By Tom Bonier
I’m excited to announce the public release of the 2020 iteration of our TargetEarly site. TargetEarly will provide a real-time look at the American electorate as voters cast what will certainly be a record number of votes before Election Day. We believe this site will provide important context to an election rife with uncertainty and volatility.
While TargetEarly will provide an unprecedented level of access to voter turnout data, it is important to understand what we can and cannot glean from the early vote data.
In 2016, many of us fell into a trap of overreacting to a clear Democratic bent in the early vote data, without considering the context of prior turnout among early voters. In the end, the Democratic early vote advantage was built largely upon high propensity voters who would have voted on Election Day had they not voted early, thereby not representing any significant surge in intensity relative to Republicans.
For the 2018 election, we applied those lessons to our TargetEarly analysis, allowing users to assess early turnout data in the context of previous voting behavior. It was this level of analysis which showed that Democrats were building an advantage among “surge” voters – those who might not otherwise be expected to vote in a midterm election. These advantages extended to younger voters and people of color, portending surges in turnout among those groups, something that held true through Election Day.
The 2020 TargetEarly site allows users to view early vote data in the context of various groupings, including age, gender, race/ethnicity, partisanship, past vote history, and urbanicity. You may also compare current early vote turnout data to the same time period in the 2016 and 2018 election cycles. These comparisons, while interesting, must be considered in the context of an electoral system which has changed dramatically in response to the pandemic. It would not be shocking if the number of votes cast before Election Day more than doubled, relative to 2016.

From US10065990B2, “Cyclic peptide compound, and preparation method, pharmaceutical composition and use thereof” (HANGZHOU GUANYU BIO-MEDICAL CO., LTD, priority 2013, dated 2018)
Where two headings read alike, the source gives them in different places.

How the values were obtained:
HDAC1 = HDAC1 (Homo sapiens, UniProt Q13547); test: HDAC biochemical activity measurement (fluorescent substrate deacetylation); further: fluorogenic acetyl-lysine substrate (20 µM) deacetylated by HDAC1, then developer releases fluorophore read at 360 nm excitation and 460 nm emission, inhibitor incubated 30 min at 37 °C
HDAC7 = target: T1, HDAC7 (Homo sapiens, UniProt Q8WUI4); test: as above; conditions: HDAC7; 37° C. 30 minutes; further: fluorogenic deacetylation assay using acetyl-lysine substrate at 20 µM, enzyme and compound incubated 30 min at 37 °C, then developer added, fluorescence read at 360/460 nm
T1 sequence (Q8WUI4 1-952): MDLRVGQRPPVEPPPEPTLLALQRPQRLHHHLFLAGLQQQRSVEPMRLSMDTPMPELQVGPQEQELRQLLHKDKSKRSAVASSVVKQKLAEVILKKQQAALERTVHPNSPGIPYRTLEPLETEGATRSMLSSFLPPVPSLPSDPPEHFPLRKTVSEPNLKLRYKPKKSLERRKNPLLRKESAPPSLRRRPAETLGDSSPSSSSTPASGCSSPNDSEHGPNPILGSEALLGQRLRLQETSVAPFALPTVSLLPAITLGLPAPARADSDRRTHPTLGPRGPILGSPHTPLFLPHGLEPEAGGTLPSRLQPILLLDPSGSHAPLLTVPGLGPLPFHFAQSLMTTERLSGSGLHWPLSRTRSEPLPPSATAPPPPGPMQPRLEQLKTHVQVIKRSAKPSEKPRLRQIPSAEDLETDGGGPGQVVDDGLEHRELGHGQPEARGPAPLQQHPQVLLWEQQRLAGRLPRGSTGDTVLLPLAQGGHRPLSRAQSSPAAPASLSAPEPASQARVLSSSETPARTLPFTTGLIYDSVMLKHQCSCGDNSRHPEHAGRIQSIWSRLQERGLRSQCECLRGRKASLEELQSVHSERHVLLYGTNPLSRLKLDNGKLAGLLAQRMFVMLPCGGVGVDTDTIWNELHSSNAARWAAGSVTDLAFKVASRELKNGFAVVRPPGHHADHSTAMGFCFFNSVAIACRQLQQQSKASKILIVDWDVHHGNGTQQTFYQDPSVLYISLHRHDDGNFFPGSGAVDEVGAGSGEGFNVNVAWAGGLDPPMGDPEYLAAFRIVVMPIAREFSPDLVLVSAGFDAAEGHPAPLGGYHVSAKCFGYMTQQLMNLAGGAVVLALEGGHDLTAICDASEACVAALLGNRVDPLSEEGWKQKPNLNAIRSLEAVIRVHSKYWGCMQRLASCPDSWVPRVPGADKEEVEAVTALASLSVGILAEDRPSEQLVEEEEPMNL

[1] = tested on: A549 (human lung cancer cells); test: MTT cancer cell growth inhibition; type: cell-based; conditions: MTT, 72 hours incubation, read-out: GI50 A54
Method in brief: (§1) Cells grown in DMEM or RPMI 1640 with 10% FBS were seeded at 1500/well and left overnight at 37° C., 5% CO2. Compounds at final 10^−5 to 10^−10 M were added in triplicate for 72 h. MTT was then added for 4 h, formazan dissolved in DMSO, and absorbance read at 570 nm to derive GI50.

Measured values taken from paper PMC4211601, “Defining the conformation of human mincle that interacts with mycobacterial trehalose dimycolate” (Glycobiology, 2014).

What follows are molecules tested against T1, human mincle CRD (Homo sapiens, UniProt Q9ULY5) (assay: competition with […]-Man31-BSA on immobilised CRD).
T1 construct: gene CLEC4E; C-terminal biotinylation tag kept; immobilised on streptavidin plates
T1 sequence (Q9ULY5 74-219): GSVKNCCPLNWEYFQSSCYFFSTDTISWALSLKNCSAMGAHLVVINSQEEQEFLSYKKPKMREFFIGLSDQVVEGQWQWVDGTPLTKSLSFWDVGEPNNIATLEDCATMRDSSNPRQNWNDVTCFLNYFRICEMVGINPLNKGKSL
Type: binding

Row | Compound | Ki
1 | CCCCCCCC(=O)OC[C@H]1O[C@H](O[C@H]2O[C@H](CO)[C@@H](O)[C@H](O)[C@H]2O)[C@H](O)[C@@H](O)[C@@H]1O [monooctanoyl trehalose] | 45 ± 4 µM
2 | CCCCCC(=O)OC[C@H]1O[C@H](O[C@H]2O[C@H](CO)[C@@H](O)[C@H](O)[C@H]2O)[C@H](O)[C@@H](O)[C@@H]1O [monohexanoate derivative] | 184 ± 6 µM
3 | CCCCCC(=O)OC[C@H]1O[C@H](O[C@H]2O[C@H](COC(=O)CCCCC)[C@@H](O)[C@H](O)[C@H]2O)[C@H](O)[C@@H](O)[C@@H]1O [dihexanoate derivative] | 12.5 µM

So what should we be watching for as we seek a better understanding of which party is performing better in the early vote? I’ll be looking closely at the partisan gaps among voters who have never voted before or have infrequent history of voting. Due to the massive partisan differentials in likelihood of voting early, I’m not as interested in the share of voters from each party who are voting early, but rather the partisan gaps among these lower propensity voters.
Building an advantage among low turnout propensity voters may not only suggest an intensity gap between the parties, it also represents a tactical advantage. The earlier a turnout target voter casts their ballot, the more money the campaign can reallocate to targets who have not yet voted.
What can’t be known from the data? It’s important to keep in mind the limitations. First and foremost, it’s important to stress we only know if someone voted, not for whom. Any partisan data we apply is based on either partisan voter registration data, or modeled partisanship. These models only predict the probability that an individual would self-identify as a Democrat or Republican, not their specific vote choice. Especially in this unique environment, it is reasonable to assume that the candidates will perform divergently to base partisan identification among certain groups of voters (such as Vice-President Biden’s relative strength emerging among senior citizens).
Perhaps more importantly, while we will naturally be curious regarding the comparisons between current early vote data and the same point of time from previous cycles, these comparisons must be viewed in context. And they must be taken with a very large grain of salt.
For example, as I write this, our TargetEarly dashboard shows voters under the age of 30 accounting for a diminished share of the early vote relative to this same point in the 2016 and 2018 cycles. Does this mean that younger voters are demonstrating a lower turnout intensity this cycle? Not likely. In raw numbers, they are turning out at a rate of almost 7 times their turnout in 2016. But in the context of this pandemic, it is reasonable to assume that older voters are pivoting more to the safer early methods of voting than younger voters, thus resulting in a diminished youth early vote electorate share.
It’s also important to keep in mind that these numbers will evolve. For example, in previous election cycles, older, white voters have tended to vote earlier in many states, though it is impossible to say if that will be the trend this year. In the end, while the information on TargetEarly will be incredibly helpful in assessing the state of the electorate, in the end we will have to wait until all of the votes are counted to draw conclusions!